Japanese Mongolian joint team discovered the ruins of a unique monument surrounded by 14 large stone pillars with Turkic Runic inscriptions arranged in a square on a steppe called Dongoin shiree in eastern Mongolia (Tuvshinshiree soum, Sukhbaatar province) during their three-year (2015-2017) joint excavation.
The major feature of the monument is its structure—a stone sarcophagus situated at the center of the mound, where a deceased person might be placed, surrounded by 14 stone pillars with inscriptions. Signs of the ancient Turkic tribes are carved in more than 100 inscriptions. These excavated inscriptions are some of the largest discovered in Mongolia.
It is estimated that this unique monument was built in the eighth century, during the Late Second Ancient Turkic Qaghanate. These findings show that the Dongoin shiree steppe, where the unique monument ruins remain, was the center of the eastern area of the ancient Turkic Qaghanate, whose location was not known from materials written in Chinese and Turkic texts.
This monument reveals power relationships of rulers in the east area of the Turkic Qaghanate and their territories, as well as their political and military relationships with Mongolian tribes such as the Khitan, Tatabi and Tatar. In addition, these stone pillars on the plateau also provides important information for discussing the religious ideas and world outlook of the ancient nomads.
8. Shoroon Bumbagar- Complete Tomb of Ancient Nomadic Tribe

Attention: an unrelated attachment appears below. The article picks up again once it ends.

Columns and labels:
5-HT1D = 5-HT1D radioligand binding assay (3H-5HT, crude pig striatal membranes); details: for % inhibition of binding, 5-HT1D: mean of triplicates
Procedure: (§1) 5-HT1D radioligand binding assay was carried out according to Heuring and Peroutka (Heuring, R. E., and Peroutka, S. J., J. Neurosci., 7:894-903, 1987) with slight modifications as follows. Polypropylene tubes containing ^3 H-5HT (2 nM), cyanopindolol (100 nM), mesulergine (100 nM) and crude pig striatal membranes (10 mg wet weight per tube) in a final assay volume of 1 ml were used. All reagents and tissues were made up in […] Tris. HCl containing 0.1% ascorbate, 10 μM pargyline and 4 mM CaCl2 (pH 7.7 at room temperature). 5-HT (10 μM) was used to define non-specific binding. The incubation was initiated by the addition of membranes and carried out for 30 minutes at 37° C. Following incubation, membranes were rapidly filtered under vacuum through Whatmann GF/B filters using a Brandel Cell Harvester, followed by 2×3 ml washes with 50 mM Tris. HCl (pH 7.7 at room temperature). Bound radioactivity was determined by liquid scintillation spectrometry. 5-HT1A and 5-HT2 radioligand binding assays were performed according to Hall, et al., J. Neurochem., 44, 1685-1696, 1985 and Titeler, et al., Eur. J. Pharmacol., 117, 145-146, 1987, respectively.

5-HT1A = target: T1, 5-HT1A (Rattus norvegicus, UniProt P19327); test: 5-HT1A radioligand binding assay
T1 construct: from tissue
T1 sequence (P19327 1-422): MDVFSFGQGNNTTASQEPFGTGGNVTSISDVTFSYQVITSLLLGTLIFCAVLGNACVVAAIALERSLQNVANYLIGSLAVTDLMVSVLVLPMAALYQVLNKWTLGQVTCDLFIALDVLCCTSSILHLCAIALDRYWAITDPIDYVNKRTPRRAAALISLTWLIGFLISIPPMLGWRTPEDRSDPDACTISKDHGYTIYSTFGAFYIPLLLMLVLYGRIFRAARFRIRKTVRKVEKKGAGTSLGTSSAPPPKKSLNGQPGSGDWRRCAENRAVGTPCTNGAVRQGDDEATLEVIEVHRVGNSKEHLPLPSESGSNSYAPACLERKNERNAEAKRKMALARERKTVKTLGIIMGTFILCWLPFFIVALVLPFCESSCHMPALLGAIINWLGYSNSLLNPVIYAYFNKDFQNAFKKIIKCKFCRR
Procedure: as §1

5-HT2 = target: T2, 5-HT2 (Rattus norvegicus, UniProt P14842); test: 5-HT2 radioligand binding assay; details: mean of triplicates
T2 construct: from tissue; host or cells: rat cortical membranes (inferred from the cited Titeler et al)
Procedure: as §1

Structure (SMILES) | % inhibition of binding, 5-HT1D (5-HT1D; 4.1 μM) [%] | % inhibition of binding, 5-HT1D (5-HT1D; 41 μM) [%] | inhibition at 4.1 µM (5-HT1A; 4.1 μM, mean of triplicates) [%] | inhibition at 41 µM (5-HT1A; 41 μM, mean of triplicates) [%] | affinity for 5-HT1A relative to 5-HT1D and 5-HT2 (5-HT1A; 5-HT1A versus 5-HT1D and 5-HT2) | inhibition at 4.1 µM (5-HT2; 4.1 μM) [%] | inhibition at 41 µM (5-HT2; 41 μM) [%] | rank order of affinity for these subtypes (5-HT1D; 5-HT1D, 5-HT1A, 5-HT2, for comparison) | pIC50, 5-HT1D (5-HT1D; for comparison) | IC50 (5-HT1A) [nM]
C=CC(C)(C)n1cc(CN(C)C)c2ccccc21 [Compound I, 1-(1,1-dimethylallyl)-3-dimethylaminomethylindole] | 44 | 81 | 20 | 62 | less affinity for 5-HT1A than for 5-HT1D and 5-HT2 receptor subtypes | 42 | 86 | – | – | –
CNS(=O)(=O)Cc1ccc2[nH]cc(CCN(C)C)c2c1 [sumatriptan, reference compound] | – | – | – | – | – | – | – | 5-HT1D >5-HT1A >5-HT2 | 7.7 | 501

Mongolian and Kazakhstani joint team discovered a complete tomb of an aristocrat from an ancient nomadic tribe at Shoroon Bumbagar of Bayannuur Soum in Bulgan Province in 2011. They have taken over 550 finds from the tomb. Out of those finds, 150 were gold, 80 were earthenware, the rest were wooden, bronze, and iron finds. The aristocrat, buried in the tomb, was a man. His body was cremated and was stored inside a silk bag. It is almost certain that he was a king or prince as there was a gold crown which was intentionally broken next to the silk bag. This tomb clearly represents foreign relations of 7th Century Nomads.
We know this because there were over 150 gold, silver and bronze coins under the silk bag, wrapped in silk. Most of the coins were made Constantinople. Some of the coins had handles for hanging and depicted various things. Some coins portrayed Byzantium State aristocrats and others depicted ritual fire offerings, which is the main rite of Manichaeism. This religion spread amongst the Turkic nomads back then. The experts have found out that the Western Turkic Nomads had relationship with Middle Asian countries and the Byzantium. Now, we can see from the finds of Shoroon Bumbagar that the Eastern Turkic Nomads were also in contact with Middle Asia and other parts of Asia in the 6th and 7th Centuries.